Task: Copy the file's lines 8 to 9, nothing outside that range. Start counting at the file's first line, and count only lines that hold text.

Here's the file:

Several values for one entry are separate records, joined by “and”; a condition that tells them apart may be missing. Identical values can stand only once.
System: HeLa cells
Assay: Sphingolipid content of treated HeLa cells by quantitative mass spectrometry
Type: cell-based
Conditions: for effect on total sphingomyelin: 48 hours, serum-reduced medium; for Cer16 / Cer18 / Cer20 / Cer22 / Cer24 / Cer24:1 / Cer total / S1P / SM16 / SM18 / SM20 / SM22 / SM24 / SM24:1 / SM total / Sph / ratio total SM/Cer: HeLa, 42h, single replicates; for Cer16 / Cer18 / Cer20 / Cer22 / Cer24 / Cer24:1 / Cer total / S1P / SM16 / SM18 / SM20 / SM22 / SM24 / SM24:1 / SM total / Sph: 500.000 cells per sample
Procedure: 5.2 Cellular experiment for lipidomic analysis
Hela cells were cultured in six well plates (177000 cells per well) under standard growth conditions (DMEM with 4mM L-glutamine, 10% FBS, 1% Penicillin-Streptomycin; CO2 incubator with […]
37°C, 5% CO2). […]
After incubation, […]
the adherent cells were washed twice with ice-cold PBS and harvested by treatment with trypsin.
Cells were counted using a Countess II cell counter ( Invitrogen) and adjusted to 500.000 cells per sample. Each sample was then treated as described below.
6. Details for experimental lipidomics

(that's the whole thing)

37°C, 5% CO2). […]
After incubation, […]